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From bed-ridden to AFL bound

In Round 12 of the 2018 VFL season, Werribee’s Josh Corbett leapt from the ground into a routine marking contest, something he has done many times before.

This time, however, an errant poke in the eye from a Frankston opponent would lead to the most debilitating and frustrating injury the then 21-year-old has endured.

Falling to the ground, Corbett’s vision was obstructed, and he tried to blink away whatever was clouding his sight.

The result was a blood clot that had formed in the iris and pupil in the front of his left eye, which meant that he couldn’t see through the eye for three weeks.

“I was bed-ridden and just staring at the ceiling,” Corbett told, just 24 hours after joining the Gold Coast Suns.

“I wasn’t allowed to watch television because I wasn’t allowed to focus on things. I was told to hide myself away in my bedroom and lie down on a 45-degree angle so that no blood flowed through to the back of my eye.”

Corbett was forced to use eye drops 3-4 times a day to reduce the swelling, and was told not to leave the room until it was night time due to the brightness associated with the day time.

Recovery was a slow process. He was unable to play again in 2018, and wasn’t cleared to get back into running for two and a half months. He spent the latter part of the year working with the forwards coach.

Prior to the marking contest, he had strung nine games together for Werribee, kicking 22 goals and proving to be a valuable contributor to their forward line.

Despite going under the radar as a junior with no TAC Cup experience, Corbett’s form in the first half of the 2018 VFL season warranted AFL attention, but the mature-age forward’s optimism turned to despair when he learned the severity of the injury.

“I thought the chance might have been slipping away,” Corbett explained.

“I was hopeful that the nine games I played earlier in the season was going to be enough, and I’m so thankful to the Suns for giving me the opportunity. I’ll be forever grateful for that.”

That opportunity came about due to a unique set of circumstances, with the Suns granted special assistance to sign the best state league talent in the country. In what was a busy day for the club, they signed Corbett and West Adelaide SANFL player Chris Burgess yesterday, along with orchestrating a trade with Richmond to net Corey Ellis and Anthony Miles.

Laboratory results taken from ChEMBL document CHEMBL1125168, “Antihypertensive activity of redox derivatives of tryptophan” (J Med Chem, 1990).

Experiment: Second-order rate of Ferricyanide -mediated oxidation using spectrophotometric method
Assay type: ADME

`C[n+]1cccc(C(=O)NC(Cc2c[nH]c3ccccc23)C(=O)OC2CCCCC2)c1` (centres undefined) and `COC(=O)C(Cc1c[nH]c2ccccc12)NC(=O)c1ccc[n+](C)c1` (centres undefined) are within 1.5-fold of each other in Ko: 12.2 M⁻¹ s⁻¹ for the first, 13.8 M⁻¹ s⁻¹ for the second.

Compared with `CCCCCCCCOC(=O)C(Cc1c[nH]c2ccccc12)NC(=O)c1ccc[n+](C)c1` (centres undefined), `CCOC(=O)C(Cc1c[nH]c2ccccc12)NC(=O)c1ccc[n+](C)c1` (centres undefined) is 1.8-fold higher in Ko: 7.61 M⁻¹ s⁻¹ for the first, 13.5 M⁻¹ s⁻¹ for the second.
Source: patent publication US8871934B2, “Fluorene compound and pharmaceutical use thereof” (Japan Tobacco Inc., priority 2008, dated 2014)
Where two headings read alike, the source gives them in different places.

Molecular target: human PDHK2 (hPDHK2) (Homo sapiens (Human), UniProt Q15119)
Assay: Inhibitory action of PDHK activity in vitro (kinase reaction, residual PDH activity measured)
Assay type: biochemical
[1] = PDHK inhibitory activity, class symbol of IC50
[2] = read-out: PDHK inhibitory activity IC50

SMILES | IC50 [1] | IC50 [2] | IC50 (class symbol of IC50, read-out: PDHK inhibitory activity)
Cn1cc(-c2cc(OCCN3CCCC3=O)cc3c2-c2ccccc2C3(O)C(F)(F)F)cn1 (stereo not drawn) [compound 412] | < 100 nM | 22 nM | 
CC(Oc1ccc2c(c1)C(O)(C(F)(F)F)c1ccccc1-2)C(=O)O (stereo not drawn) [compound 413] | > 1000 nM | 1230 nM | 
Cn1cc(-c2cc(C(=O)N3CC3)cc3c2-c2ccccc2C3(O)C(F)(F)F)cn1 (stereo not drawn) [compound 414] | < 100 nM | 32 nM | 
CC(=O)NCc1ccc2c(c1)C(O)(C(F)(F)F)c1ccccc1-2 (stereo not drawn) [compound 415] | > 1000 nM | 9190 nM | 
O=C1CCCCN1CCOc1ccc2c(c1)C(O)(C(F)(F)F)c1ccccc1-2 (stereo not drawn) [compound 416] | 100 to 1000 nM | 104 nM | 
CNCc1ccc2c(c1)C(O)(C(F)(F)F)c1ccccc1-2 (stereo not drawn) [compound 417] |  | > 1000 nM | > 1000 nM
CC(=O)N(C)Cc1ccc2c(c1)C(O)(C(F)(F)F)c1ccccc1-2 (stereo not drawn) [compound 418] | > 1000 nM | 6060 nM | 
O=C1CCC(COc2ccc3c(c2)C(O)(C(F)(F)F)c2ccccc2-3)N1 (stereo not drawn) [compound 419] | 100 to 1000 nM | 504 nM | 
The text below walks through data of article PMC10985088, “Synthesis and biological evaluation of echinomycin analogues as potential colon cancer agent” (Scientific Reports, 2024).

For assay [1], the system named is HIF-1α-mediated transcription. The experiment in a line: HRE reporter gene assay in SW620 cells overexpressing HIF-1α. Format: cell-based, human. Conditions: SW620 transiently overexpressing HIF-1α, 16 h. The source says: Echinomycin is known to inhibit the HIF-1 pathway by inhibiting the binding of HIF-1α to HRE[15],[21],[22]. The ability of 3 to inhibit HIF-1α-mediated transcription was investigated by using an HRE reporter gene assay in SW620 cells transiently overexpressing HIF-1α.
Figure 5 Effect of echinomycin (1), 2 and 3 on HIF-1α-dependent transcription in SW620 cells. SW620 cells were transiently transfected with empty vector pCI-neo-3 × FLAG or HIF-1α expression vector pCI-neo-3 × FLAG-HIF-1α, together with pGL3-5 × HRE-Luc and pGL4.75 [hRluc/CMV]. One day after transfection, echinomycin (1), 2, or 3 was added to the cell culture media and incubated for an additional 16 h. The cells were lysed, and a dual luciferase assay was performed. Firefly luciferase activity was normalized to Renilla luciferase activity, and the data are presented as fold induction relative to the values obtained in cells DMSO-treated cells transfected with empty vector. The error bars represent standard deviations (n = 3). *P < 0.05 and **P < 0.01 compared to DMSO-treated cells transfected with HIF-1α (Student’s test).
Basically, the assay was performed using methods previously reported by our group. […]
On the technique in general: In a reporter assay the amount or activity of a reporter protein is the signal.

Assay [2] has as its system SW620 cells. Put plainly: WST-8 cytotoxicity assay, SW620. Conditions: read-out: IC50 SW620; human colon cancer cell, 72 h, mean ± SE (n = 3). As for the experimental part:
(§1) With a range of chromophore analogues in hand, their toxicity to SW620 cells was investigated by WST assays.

And while it might have been frantic for Gold Coast, for Corbett it was a day he’ll never forget.

Sitting at home with his girlfriend and housemates, the 22-year-old journeyman received a phone call from Kall Burns that changed his life.

“I was jumping around and felt like a little kid again,” he explained.

“It’s a perfect fit. The Suns presented really well for me and made me feel at home, and I have already received messages from players and staff.”

But it wasn’t just current-listed players who have reached out to Corbett. Through his management company, i50, he was granted access earlier this year to another former Werribee product who treaded a similar path in Michael Barlow.

Over the course of the last few months, the former Fremantle and Gold Coast midfielder who is playing the waiting game with his own career, has been instructing the key forward on what to expect with the AFL pre-season and how to the transition to the elite level.

“I can’t thank Mick enough for what he has done for me. It is a stressful time for him not knowing [about his future], but he is always available to chat,” Corbett said.

“He even called me out of the blue for 40 minutes to just talk about life and to make sure I was going well.”

The transition to the elite level will provide a stark contrast to what he has experienced in the past.

Corbett was playing local football for the North Warrnambool Eagles until the end of 2015, and was then invited to participate in Werribee’s pre-season training.

From there he gradually improved his fitness and debuted in the senior team in 2016, while managing different jobs to make ends meet.

This year, he was stacking bags of fertiliser from 6am to 3pm so he could fit in training at the club, before having to take a few months off following the blood clot in his eye.

“If I re-aggravated it, it would have bled and you’re looking at permanent sight damage. I didn’t want to take the risk and flirt with danger.”

In 2017, he was forced to overcome more adversity following the onset of glandular fever and an ankle injury that limited him to just nine senior games.

Remarkably in 2018, Corbett joined the likes of Bayley Fritsch, Kane Lambert, Nic Newman and Robin Nahas in recent years by winning the Fothergill-Round-Mitchell Medal as the most promising young player in the VFL, despite missing half the season.

“I was honoured and humbled to receive the Fothergill, and to have Bayley Fritsch present it to me was amazing. It showed how far it can take you.”

Considering the unique set of circumstances, Corbett’s next few weeks are yet to be determined.

Since the VFL season ended, Werribee’s high performance manager Simon Anning has developed a training program for him to follow to get back to full fitness following the eye injury, so for now the goal is just to get back to peak condition before Day 1 of pre-season.

“I want to make a good impression when I get there.”